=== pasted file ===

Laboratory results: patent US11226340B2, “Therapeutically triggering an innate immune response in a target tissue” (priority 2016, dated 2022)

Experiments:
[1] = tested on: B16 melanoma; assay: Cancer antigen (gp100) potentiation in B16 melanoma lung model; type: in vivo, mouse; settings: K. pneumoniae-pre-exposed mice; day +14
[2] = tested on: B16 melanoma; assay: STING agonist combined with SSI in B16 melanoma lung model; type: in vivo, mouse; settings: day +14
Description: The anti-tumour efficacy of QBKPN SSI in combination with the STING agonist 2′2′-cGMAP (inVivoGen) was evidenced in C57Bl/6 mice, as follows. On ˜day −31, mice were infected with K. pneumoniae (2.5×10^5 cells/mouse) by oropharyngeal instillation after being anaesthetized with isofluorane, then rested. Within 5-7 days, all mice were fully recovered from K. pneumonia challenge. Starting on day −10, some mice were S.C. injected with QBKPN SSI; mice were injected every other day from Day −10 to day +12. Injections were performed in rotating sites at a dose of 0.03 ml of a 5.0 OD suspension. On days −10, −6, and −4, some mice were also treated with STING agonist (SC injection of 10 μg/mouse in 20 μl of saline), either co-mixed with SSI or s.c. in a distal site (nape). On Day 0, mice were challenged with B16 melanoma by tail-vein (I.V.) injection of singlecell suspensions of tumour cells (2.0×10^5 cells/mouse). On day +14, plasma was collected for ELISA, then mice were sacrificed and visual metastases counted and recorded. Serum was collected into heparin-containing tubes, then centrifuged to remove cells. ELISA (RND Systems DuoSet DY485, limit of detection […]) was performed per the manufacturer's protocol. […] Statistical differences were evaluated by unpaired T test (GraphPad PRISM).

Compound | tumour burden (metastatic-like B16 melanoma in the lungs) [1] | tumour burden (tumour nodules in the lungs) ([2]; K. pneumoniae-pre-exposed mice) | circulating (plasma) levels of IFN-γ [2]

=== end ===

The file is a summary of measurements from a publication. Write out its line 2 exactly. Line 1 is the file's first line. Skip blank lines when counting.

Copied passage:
Experiments: